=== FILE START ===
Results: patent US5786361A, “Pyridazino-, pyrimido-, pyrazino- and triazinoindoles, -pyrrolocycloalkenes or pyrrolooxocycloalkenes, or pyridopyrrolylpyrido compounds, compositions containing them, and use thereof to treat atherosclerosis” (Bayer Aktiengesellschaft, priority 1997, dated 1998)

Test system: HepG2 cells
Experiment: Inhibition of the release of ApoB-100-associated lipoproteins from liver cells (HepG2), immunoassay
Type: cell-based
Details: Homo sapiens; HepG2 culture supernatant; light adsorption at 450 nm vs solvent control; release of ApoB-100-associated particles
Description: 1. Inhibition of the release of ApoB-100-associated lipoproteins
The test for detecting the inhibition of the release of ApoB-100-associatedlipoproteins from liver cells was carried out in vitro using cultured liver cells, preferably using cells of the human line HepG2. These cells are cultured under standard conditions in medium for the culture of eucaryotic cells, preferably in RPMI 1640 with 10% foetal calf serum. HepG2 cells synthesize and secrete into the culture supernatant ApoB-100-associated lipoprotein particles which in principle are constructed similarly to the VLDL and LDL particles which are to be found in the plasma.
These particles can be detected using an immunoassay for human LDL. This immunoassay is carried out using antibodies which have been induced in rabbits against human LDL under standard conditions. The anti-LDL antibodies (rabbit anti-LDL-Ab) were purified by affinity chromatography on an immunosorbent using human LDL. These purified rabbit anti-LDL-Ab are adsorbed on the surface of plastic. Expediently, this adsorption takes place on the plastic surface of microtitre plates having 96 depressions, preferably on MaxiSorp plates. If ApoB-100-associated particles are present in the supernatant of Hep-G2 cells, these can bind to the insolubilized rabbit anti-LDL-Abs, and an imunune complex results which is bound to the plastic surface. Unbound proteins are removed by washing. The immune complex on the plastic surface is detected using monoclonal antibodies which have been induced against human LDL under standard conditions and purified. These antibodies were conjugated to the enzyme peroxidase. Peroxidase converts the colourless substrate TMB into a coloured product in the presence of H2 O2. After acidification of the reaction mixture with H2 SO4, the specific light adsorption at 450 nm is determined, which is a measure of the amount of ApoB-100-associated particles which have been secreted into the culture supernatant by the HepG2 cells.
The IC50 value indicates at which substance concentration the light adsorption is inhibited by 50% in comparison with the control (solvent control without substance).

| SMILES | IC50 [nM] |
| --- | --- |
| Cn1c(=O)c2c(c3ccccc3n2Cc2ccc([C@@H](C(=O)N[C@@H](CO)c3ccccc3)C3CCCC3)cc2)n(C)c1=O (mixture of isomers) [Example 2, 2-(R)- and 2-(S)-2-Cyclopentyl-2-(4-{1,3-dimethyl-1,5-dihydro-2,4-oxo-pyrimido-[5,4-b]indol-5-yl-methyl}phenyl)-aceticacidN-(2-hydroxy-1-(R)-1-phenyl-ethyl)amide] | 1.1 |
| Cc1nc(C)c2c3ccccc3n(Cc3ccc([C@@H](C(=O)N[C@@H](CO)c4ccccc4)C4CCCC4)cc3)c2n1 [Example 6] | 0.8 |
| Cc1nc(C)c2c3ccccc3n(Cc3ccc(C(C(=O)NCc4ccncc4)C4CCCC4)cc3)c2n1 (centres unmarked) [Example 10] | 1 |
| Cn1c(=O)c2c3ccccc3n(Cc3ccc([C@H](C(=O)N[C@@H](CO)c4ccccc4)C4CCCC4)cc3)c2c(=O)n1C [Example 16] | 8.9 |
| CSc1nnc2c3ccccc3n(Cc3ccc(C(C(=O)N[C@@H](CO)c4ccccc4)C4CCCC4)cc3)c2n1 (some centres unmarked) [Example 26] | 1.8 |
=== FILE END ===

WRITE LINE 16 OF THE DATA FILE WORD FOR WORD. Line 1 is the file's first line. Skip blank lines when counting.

| CSc1nnc2c3ccccc3n(Cc3ccc(C(C(=O)N[C@@H](CO)c4ccccc4)C4CCCC4)cc3)c2n1 (some centres unmarked) [Example 26] | 1.8 |